Values and law

Subject: Sociology
Type: Informative Essay
Pages: 12
Word count: 3088
Topics: Crime, Ethics, Feminism, Human Trafficking

Accordingly, for a better society, life sentences should be made mandatory for all those convicted of criminal offenses against the person. Life imprisonment is also referred to as lifelong incarceration or the life sentence. In life imprisonment, the convicted individuals are to remain imprisoned for the unlimited time. Consequently, such persons would remain in prison for their entire life or until released conditionally or paroled. There are various crimes in which the offender could receive life imprisonment. They include murder, blasphemy, terrorism, espionage, rape, kidnapping, child abuse, treason, drug dealing, human trafficking, severe fraud cases, aggravated criminal damage especially in English law, and serious cases of arson, burglary among others. If a person is sentenced to life, he or she may spend the entire life in prison without parole. Depending on the nature of the judgment, some may be eligible to apply for parole.

Fundamentally, the law is founded, derived and conceived from values. The values inform and underpin a fair and rational expectation of how power should be exercised, organised and controlled in both public and private level. Such values are expressed in the formal law, behaviour, societal expectations, and actions. The law and values are linked in that whether there is the formal legal expression or not; the societies have the accurate conception of what is right. Human values seek to reject unfairness and insist on dignity, respect, and equality. Consequently, values of the society are the foundations of law and are predominantly relevant to public law. While different individuals come from different parts of the world, they have numerous common principles and values that unite them. To protect these values and thus preserve enduring communities, various offenses ought to be severely punishable by law to ensure dignity, respect, and equality in the society.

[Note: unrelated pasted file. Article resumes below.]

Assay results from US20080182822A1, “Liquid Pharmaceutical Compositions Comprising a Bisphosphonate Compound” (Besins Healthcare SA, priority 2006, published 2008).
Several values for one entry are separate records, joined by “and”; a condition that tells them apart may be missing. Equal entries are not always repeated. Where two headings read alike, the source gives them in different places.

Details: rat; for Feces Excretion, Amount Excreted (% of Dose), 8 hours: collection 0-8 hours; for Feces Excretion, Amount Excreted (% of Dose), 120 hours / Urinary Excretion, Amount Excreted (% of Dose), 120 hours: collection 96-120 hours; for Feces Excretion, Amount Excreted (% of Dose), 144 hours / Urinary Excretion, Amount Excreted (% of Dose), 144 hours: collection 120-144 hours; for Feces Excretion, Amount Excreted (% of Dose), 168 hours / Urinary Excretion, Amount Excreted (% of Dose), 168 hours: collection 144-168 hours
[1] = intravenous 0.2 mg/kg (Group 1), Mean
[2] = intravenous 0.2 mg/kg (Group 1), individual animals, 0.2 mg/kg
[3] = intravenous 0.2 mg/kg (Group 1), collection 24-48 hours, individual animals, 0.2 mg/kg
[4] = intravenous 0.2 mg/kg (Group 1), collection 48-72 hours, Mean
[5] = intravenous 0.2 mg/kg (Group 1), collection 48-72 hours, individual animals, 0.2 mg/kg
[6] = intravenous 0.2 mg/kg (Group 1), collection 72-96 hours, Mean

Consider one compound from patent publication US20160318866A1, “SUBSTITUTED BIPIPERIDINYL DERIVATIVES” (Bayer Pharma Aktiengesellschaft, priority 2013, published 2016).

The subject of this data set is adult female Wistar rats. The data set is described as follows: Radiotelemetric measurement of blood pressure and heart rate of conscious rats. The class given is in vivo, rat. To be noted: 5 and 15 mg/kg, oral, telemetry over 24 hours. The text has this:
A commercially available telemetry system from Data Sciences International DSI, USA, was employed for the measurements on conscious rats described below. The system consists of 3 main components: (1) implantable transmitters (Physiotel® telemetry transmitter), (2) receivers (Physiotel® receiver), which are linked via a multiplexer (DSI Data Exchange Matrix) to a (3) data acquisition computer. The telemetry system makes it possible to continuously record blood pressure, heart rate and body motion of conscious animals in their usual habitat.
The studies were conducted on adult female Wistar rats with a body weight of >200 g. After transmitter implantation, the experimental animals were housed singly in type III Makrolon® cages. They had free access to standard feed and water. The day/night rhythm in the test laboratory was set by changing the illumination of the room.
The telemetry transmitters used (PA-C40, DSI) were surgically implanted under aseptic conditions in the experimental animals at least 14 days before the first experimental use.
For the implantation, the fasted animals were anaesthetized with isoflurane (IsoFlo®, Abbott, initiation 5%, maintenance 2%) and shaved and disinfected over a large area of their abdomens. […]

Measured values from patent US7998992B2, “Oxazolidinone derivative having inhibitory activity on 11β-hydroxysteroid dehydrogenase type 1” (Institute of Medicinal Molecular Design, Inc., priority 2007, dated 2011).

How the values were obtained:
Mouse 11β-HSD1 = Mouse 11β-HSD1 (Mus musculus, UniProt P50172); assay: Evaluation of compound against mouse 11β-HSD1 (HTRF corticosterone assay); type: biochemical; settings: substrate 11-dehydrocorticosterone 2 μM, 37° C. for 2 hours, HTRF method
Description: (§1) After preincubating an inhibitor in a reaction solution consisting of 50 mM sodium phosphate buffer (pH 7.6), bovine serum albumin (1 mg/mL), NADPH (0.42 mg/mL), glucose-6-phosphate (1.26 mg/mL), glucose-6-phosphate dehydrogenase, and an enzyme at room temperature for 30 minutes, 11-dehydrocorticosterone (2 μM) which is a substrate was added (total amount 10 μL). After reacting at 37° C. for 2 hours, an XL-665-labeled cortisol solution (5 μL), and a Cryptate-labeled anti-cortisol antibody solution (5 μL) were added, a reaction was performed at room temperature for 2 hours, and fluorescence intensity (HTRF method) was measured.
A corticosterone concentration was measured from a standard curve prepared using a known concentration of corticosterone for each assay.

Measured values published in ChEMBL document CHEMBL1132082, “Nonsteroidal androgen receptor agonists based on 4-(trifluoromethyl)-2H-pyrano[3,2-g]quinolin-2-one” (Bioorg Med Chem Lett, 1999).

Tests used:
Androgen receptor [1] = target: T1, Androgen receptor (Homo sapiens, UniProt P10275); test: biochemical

For many of the serious offenses especially the ones touching on essential society values, the offender mostly receives mandatory life imprisonment. Other than serious crimes such as rape or robbery, various criminals who may be risky to members of the community should be sentenced to life imprisonment. If the number of cases punishable by life imprisonment is expanded to include all those convicted of criminal offenses against others, criminal offenses may reduce. Some of the petty offenses such as shoplifting, siphoning petrol from automobile, cashing stolen cheque among others offenses have attracted life imprisonment without parole. Although such sentences may be incomprehensible, they are effective in that they deter potential offenders from interference with the order in the community. At the same time, when the information spread either through media or other channels concerning the severity of the punishment given compared to the offense committed, many individuals may desist from committing the crime.